• Autism Programs
  • Autism Programs


    Our autism program uses a variety of methodologies to help children and teens with autism participate in a variety of recreational activities.

    We provide the individualized supports that each participant needs in order to succeed. We challenge each person to reach the next level of social independence.

    We provide picture schedules, give sensory breaks, give adequate time for processing, break down large tasks into small manageable pieces which we connect with scaffolding.

    Some of the language that we use in the program include: First/Then, Social Thinking Vocabulary, Social Stories and offering choices whenever possible.

    We introduce leisure activities that participants can use for their lifetime.


    You may choose to sign up for classes individually or select multiple classes to create a back to back experience. The classes are organized into three distinct groupings:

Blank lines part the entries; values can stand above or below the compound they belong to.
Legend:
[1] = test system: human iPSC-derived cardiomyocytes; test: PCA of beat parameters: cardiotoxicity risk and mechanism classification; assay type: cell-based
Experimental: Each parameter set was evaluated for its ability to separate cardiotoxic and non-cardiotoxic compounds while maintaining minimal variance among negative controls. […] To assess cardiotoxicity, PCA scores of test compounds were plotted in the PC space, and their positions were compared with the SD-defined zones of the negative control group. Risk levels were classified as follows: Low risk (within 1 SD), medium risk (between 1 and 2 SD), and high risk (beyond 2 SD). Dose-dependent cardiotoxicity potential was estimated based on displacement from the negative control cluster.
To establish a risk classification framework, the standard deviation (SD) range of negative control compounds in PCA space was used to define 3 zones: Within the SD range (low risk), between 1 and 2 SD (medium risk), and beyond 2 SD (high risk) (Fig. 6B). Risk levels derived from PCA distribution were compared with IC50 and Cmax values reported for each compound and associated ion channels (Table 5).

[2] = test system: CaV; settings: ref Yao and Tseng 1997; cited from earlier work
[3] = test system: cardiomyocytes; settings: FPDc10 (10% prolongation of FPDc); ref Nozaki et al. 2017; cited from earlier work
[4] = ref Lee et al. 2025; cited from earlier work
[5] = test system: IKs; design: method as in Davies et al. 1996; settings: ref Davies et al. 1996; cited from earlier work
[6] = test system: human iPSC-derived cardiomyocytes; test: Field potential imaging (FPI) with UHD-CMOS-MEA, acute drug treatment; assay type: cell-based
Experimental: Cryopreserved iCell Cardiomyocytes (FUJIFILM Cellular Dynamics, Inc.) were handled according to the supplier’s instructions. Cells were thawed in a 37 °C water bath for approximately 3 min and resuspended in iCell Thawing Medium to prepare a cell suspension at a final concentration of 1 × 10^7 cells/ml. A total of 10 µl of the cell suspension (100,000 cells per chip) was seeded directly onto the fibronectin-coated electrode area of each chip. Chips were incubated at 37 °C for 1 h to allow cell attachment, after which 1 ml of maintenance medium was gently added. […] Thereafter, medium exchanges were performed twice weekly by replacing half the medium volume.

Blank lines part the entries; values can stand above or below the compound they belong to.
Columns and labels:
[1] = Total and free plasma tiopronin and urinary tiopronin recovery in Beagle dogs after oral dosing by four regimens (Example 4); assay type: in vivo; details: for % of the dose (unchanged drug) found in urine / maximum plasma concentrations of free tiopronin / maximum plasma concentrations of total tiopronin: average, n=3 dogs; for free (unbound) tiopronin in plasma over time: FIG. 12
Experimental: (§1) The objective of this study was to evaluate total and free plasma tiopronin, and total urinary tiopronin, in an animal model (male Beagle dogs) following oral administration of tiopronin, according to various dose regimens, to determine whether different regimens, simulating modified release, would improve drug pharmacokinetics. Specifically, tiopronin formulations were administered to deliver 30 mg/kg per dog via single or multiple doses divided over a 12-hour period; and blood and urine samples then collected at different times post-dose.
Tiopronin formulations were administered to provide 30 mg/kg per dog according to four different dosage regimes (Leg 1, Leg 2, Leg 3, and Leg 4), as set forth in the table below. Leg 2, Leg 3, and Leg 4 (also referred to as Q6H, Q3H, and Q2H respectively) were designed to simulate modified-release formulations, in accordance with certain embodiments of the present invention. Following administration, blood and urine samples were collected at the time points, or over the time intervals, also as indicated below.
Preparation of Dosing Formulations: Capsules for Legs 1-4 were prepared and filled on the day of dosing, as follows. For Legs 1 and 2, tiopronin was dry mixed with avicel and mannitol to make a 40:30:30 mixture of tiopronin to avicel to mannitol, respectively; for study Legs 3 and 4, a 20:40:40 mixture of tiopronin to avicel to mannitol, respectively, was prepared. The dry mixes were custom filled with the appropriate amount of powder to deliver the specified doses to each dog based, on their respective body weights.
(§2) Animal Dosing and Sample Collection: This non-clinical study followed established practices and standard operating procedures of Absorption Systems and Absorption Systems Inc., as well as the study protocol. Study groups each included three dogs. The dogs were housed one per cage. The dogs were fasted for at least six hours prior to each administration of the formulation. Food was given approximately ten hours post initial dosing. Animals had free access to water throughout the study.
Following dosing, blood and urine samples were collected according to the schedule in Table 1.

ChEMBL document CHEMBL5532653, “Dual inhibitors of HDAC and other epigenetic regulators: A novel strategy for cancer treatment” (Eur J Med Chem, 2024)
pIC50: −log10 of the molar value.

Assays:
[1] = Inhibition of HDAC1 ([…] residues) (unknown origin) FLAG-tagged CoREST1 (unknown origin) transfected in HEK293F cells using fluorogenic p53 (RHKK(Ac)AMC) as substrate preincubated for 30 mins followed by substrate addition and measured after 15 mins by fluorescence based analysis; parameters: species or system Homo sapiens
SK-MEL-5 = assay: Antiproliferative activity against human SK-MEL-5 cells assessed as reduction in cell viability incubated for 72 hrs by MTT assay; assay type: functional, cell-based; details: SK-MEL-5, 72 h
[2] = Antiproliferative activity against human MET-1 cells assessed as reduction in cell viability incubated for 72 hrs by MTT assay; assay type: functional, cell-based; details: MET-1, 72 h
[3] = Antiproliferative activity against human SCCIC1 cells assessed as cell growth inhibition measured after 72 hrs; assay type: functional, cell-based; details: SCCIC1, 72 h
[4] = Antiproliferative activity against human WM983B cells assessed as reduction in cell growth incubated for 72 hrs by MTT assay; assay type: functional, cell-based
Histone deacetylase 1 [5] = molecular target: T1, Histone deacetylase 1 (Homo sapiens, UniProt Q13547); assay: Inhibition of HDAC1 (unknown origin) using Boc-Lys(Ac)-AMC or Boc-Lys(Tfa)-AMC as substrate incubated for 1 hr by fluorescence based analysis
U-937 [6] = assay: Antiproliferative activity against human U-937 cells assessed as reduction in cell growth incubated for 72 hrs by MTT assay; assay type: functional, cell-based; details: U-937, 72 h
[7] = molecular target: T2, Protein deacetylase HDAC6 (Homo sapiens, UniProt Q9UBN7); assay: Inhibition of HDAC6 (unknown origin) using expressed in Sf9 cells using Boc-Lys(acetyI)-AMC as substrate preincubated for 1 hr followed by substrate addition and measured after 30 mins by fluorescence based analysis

Specialty Class:
    Depending on the time of year this class will be a movement, art, music, nature, etc. Focus is engaging in the topic at hand through multi-sensory input.

    Lunch Bunch:
    Focus is communication, socialization and overcoming sensory issues related to food. Participants are encouraged to work together to get a task accomplished: cleaning tables, sweeping, setting up for lunch, etc.

    This is a social group specifically designed for participants with Autism. We encourage participants to make meaningful connections with staff and their peers while enjoying leisure activities. We have one field trip per session in which we generalize the skills we have learned in the community.


    “For most of this last year, we have not had Ethan in therapy as we tried to get his behaviors under control. Having him in the social group brought me great comfort, because I felt like at least we were doing something really meaningful and beneficial for him. Even though we did not have him in ABA, he was able to work on his social skills and leisure skills through this social group. If he had not been in that group this last year while he was not able to get therapy, I think my stress level would have been way more than it was.”
    -Chris Wolk, mother of participants